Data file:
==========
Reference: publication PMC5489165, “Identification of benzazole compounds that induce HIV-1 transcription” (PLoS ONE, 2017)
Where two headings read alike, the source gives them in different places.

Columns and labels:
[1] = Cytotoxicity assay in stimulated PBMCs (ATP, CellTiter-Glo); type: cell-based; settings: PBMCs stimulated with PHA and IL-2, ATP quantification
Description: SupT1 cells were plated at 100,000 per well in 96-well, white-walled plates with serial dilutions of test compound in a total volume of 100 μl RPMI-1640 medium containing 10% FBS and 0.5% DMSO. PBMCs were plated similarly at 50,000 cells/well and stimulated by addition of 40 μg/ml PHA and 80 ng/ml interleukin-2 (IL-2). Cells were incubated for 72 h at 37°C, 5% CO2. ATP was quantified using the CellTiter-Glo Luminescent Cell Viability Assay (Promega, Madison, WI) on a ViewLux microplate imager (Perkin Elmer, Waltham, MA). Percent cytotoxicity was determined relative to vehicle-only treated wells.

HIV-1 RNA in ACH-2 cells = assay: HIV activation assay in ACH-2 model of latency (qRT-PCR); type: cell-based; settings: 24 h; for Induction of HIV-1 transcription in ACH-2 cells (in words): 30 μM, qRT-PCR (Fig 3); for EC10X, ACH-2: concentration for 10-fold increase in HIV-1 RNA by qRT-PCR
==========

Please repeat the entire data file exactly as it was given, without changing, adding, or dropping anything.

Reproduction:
Reference: publication PMC5489165, “Identification of benzazole compounds that induce HIV-1 transcription” (PLoS ONE, 2017)
Where two headings read alike, the source gives them in different places.

Columns and labels:
[1] = Cytotoxicity assay in stimulated PBMCs (ATP, CellTiter-Glo); type: cell-based; settings: PBMCs stimulated with PHA and IL-2, ATP quantification
Description: SupT1 cells were plated at 100,000 per well in 96-well, white-walled plates with serial dilutions of test compound in a total volume of 100 μl RPMI-1640 medium containing 10% FBS and 0.5% DMSO. PBMCs were plated similarly at 50,000 cells/well and stimulated by addition of 40 μg/ml PHA and 80 ng/ml interleukin-2 (IL-2). Cells were incubated for 72 h at 37°C, 5% CO2. ATP was quantified using the CellTiter-Glo Luminescent Cell Viability Assay (Promega, Madison, WI) on a ViewLux microplate imager (Perkin Elmer, Waltham, MA). Percent cytotoxicity was determined relative to vehicle-only treated wells.

HIV-1 RNA in ACH-2 cells = assay: HIV activation assay in ACH-2 model of latency (qRT-PCR); type: cell-based; settings: 24 h; for Induction of HIV-1 transcription in ACH-2 cells (in words): 30 μM, qRT-PCR (Fig 3); for EC10X, ACH-2: concentration for 10-fold increase in HIV-1 RNA by qRT-PCR